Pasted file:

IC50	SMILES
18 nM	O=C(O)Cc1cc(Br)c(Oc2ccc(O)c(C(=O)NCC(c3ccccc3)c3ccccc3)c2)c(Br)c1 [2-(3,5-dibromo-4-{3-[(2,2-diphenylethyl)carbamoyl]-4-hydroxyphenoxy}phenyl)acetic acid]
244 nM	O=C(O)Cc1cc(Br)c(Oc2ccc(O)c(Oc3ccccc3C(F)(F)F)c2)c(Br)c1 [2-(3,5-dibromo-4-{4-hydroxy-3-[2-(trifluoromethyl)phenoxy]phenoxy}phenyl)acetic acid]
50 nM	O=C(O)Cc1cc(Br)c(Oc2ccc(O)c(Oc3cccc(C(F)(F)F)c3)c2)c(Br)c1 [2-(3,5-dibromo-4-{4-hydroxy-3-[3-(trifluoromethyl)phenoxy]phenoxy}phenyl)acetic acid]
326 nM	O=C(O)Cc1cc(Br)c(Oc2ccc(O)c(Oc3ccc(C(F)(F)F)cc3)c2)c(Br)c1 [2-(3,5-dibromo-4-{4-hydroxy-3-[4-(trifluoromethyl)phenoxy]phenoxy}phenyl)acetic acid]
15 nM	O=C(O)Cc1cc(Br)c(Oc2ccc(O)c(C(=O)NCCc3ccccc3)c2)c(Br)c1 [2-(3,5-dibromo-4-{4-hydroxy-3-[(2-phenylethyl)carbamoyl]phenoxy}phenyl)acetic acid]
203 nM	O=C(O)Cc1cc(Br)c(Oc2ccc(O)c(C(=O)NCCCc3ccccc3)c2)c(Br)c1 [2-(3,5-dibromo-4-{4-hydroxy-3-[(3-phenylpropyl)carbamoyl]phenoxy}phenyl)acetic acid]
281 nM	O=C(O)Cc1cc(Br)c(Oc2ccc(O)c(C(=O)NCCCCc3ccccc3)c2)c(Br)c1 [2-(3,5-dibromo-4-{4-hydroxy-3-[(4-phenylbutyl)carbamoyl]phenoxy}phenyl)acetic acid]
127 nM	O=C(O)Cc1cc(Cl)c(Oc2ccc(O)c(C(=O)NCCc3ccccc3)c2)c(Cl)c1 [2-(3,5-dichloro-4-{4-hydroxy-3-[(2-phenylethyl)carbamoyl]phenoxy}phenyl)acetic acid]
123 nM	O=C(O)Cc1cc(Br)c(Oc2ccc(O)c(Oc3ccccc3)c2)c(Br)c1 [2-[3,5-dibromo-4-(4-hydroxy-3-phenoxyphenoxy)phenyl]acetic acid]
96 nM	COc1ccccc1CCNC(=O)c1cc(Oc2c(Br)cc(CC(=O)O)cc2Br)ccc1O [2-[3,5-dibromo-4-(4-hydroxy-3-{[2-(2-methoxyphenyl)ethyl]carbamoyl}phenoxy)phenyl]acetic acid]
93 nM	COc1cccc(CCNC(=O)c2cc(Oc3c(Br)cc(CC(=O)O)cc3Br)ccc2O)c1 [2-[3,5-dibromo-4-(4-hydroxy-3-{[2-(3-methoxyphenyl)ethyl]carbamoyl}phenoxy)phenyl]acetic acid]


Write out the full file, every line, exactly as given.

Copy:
IC50	SMILES
18 nM	O=C(O)Cc1cc(Br)c(Oc2ccc(O)c(C(=O)NCC(c3ccccc3)c3ccccc3)c2)c(Br)c1 [2-(3,5-dibromo-4-{3-[(2,2-diphenylethyl)carbamoyl]-4-hydroxyphenoxy}phenyl)acetic acid]
244 nM	O=C(O)Cc1cc(Br)c(Oc2ccc(O)c(Oc3ccccc3C(F)(F)F)c2)c(Br)c1 [2-(3,5-dibromo-4-{4-hydroxy-3-[2-(trifluoromethyl)phenoxy]phenoxy}phenyl)acetic acid]
50 nM	O=C(O)Cc1cc(Br)c(Oc2ccc(O)c(Oc3cccc(C(F)(F)F)c3)c2)c(Br)c1 [2-(3,5-dibromo-4-{4-hydroxy-3-[3-(trifluoromethyl)phenoxy]phenoxy}phenyl)acetic acid]
326 nM	O=C(O)Cc1cc(Br)c(Oc2ccc(O)c(Oc3ccc(C(F)(F)F)cc3)c2)c(Br)c1 [2-(3,5-dibromo-4-{4-hydroxy-3-[4-(trifluoromethyl)phenoxy]phenoxy}phenyl)acetic acid]
15 nM	O=C(O)Cc1cc(Br)c(Oc2ccc(O)c(C(=O)NCCc3ccccc3)c2)c(Br)c1 [2-(3,5-dibromo-4-{4-hydroxy-3-[(2-phenylethyl)carbamoyl]phenoxy}phenyl)acetic acid]
203 nM	O=C(O)Cc1cc(Br)c(Oc2ccc(O)c(C(=O)NCCCc3ccccc3)c2)c(Br)c1 [2-(3,5-dibromo-4-{4-hydroxy-3-[(3-phenylpropyl)carbamoyl]phenoxy}phenyl)acetic acid]
281 nM	O=C(O)Cc1cc(Br)c(Oc2ccc(O)c(C(=O)NCCCCc3ccccc3)c2)c(Br)c1 [2-(3,5-dibromo-4-{4-hydroxy-3-[(4-phenylbutyl)carbamoyl]phenoxy}phenyl)acetic acid]
127 nM	O=C(O)Cc1cc(Cl)c(Oc2ccc(O)c(C(=O)NCCc3ccccc3)c2)c(Cl)c1 [2-(3,5-dichloro-4-{4-hydroxy-3-[(2-phenylethyl)carbamoyl]phenoxy}phenyl)acetic acid]
123 nM	O=C(O)Cc1cc(Br)c(Oc2ccc(O)c(Oc3ccccc3)c2)c(Br)c1 [2-[3,5-dibromo-4-(4-hydroxy-3-phenoxyphenoxy)phenyl]acetic acid]
96 nM	COc1ccccc1CCNC(=O)c1cc(Oc2c(Br)cc(CC(=O)O)cc2Br)ccc1O [2-[3,5-dibromo-4-(4-hydroxy-3-{[2-(2-methoxyphenyl)ethyl]carbamoyl}phenoxy)phenyl]acetic acid]
93 nM	COc1cccc(CCNC(=O)c2cc(Oc3c(Br)cc(CC(=O)O)cc3Br)ccc2O)c1 [2-[3,5-dibromo-4-(4-hydroxy-3-{[2-(3-methoxyphenyl)ethyl]carbamoyl}phenoxy)phenyl]acetic acid]